Hot answers tagged

4

The restriction in the maximum length of the transformer input is due to the needed amount of memory to compute the self-attention over it. The amount of memory needed by the self-attention in the Transformer is quadratic on the length of the input. This means that increasing the maximum length of the input, increases drastically the needed memory for self-...


2

You'll probably find pointers in the literature searching for "offensive text detection". There are many variants/overlaps with related tasks such as detecting bullying. There are probably also annotated datasets around, in case you want to use these as training data.


2

One way to approach it is to split the sentence into tokens and count the number of tokens that are profanities. import re def tokenize(text): return re.findall(r'\w+', text.lower()) profane_tokens = {"nerfherder"} sentence = "Why you stuck-up, half-witted, scruffy-looking nerfherder!" tokens = tokenize(sentence) # Rate: number of occurrences ...


2

This problem is multiple choice answering question. I can see you have already tried gensim, doc2vec etc. You can try pytorch based transformer solution. Here is the link: multiple-choice . You can create your data in swag format and remove --do_train in below code for prediction on your dataset. It has been trained on swag dataset and has given decent ...


1

You're doing a big mistake in your code, which is applying the vectoriser before the train/test splitting. The vectoriser should be fit only on the training dataset, then the learned counts should be applied to the test set. Instead you applied the vectoriser to the whole data which you then splitter into train and test. # THIS IS OK # train_data = np....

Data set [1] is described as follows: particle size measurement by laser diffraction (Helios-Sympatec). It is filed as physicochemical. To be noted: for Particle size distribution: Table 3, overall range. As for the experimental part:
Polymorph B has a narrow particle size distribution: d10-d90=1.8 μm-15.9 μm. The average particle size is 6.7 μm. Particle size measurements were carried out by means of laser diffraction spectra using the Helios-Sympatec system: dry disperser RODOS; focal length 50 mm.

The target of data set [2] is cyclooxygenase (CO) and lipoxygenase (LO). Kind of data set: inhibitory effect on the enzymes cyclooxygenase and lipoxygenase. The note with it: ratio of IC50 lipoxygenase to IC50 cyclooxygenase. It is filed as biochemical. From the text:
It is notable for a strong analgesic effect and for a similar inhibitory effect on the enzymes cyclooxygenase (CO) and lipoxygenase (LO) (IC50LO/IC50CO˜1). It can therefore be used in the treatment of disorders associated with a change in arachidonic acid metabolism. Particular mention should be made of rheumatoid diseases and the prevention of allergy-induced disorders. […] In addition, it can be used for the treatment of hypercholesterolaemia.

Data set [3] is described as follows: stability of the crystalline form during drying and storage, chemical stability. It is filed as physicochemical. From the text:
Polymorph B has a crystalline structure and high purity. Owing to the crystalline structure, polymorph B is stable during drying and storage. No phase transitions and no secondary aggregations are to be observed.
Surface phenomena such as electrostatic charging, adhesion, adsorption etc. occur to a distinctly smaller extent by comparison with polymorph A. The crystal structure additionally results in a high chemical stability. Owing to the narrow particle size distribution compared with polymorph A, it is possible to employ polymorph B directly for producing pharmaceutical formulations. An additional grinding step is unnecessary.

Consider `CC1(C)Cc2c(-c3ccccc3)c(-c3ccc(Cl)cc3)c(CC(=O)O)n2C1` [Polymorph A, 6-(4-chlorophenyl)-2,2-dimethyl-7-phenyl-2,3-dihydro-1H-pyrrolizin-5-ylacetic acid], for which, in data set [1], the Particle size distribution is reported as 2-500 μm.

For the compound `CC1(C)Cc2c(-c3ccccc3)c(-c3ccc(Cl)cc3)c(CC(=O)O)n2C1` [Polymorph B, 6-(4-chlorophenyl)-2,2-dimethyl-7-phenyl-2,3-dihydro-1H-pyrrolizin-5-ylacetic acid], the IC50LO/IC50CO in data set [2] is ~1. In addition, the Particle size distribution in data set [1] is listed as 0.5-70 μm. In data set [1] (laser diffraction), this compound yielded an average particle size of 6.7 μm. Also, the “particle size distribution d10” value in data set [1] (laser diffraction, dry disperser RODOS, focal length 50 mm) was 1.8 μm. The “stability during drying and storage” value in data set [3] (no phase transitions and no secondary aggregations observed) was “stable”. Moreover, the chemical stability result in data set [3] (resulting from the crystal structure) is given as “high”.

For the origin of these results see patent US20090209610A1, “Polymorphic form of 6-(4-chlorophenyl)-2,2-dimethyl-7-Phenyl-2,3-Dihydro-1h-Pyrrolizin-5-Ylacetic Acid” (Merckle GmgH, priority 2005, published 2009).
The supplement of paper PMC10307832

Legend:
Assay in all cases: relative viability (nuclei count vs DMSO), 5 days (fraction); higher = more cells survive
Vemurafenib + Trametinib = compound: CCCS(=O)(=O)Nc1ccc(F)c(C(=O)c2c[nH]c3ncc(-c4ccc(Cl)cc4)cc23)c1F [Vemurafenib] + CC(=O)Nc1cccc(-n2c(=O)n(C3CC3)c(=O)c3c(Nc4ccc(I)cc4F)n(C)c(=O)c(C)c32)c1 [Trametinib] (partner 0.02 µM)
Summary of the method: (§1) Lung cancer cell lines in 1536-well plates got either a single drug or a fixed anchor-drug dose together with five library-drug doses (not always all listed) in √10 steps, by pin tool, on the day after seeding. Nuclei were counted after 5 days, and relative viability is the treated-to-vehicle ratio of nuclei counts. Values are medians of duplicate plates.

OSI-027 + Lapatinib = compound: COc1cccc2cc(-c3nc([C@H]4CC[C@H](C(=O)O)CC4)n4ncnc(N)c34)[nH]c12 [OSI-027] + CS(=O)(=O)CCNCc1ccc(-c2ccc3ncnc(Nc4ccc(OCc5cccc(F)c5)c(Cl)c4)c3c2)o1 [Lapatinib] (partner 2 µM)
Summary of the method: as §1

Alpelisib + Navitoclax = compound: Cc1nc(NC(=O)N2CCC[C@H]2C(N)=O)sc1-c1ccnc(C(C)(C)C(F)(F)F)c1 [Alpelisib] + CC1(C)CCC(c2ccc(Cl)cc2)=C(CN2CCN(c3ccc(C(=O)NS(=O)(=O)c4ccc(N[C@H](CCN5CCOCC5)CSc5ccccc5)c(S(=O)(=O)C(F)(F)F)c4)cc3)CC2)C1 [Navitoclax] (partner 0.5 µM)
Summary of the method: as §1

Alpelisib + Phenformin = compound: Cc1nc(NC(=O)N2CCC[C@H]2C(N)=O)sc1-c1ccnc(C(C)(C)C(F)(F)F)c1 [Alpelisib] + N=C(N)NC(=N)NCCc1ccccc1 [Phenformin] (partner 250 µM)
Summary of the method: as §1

1

For future readers: as Ben wrote in the comments, it is really hard in general that len(my_dict) != len(my_dict.items()). When these kind of strage behaviours happen, it is always a good practise to perform some routine checks: Clean your environment from every variable, even better restart the kernel and then run again your code. Check your code for ...


1

Question 1: To do so, I would use the Gensim wrapper of FastText because Gensim has a predict_output_word which does exactly what you want. Given a list of context words, it provides the most fitting words. Question 2: It is up to the user. FastText isn't inherently CBOW or Skipgram. See: https://fasttext.cc/docs/en/python-module.html Question 3: Yes, ...


1

I think the task you're looking for is called "Punctuation restoration" or "Punctuation prediction". An example of this is described in this paper, or this other paper. Unfortunately I am not aware of available per-trained model that you might apply to your dataset. Honestly I think that it is unlikely that something trained specifically for costumer service ...


1

There are several ways you can obtain document embeddings. If you want to obtain a vector of a document that is not part of the trained doc2vec model, gensim provides a method called infer_vector which allows to you map embeddings. You can also use bert-as-service to generate sentence level embeddings. I would recommend using Google's Universal Sentence ...


1

Firstly, fixing the input size of a model is more of an architectural decision than a problem. By fixing input size we: Limit the GPU memory usage while training Reduce the training time per epoch Reduce evaluation time per input sample If you want to, you can train your own transformer model by increasing the size of the input or increasing the number of ...